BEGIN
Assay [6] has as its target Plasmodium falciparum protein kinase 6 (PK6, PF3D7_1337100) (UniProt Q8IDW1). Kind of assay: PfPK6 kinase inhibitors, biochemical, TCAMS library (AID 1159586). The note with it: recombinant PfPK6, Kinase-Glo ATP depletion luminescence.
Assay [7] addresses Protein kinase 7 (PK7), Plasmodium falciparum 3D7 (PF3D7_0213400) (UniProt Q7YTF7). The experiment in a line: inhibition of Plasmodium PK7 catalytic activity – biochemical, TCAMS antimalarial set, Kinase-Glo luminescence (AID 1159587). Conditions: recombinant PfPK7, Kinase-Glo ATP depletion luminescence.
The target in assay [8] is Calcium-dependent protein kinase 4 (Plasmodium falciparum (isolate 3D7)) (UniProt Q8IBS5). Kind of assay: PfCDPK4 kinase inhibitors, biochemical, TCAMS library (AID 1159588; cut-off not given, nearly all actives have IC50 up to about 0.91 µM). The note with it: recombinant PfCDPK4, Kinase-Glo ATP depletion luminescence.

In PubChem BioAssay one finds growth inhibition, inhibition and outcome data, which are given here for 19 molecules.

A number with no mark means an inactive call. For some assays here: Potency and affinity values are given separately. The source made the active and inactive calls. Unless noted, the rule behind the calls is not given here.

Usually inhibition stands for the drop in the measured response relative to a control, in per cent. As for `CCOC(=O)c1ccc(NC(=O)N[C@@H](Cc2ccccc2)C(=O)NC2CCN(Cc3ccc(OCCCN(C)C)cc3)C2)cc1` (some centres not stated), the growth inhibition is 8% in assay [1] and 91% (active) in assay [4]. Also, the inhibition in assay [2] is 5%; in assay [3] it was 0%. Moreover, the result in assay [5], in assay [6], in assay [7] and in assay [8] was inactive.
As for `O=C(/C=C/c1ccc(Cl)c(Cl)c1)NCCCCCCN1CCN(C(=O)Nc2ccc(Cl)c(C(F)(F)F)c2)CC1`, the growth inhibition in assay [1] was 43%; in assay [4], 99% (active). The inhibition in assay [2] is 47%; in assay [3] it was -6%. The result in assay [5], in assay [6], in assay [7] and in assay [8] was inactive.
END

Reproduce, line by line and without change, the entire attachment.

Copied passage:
Assay [6] has as its target Plasmodium falciparum protein kinase 6 (PK6, PF3D7_1337100) (UniProt Q8IDW1). Kind of assay: PfPK6 kinase inhibitors, biochemical, TCAMS library (AID 1159586). The note with it: recombinant PfPK6, Kinase-Glo ATP depletion luminescence.
Assay [7] addresses Protein kinase 7 (PK7), Plasmodium falciparum 3D7 (PF3D7_0213400) (UniProt Q7YTF7). The experiment in a line: inhibition of Plasmodium PK7 catalytic activity – biochemical, TCAMS antimalarial set, Kinase-Glo luminescence (AID 1159587). Conditions: recombinant PfPK7, Kinase-Glo ATP depletion luminescence.
The target in assay [8] is Calcium-dependent protein kinase 4 (Plasmodium falciparum (isolate 3D7)) (UniProt Q8IBS5). Kind of assay: PfCDPK4 kinase inhibitors, biochemical, TCAMS library (AID 1159588; cut-off not given, nearly all actives have IC50 up to about 0.91 µM). The note with it: recombinant PfCDPK4, Kinase-Glo ATP depletion luminescence.

In PubChem BioAssay one finds growth inhibition, inhibition and outcome data, which are given here for 19 molecules.

A number with no mark means an inactive call. For some assays here: Potency and affinity values are given separately. The source made the active and inactive calls. Unless noted, the rule behind the calls is not given here.

Usually inhibition stands for the drop in the measured response relative to a control, in per cent. As for `CCOC(=O)c1ccc(NC(=O)N[C@@H](Cc2ccccc2)C(=O)NC2CCN(Cc3ccc(OCCCN(C)C)cc3)C2)cc1` (some centres not stated), the growth inhibition is 8% in assay [1] and 91% (active) in assay [4]. Also, the inhibition in assay [2] is 5%; in assay [3] it was 0%. Moreover, the result in assay [5], in assay [6], in assay [7] and in assay [8] was inactive.
As for `O=C(/C=C/c1ccc(Cl)c(Cl)c1)NCCCCCCN1CCN(C(=O)Nc2ccc(Cl)c(C(F)(F)F)c2)CC1`, the growth inhibition in assay [1] was 43%; in assay [4], 99% (active). The inhibition in assay [2] is 47%; in assay [3] it was -6%. The result in assay [5], in assay [6], in assay [7] and in assay [8] was inactive.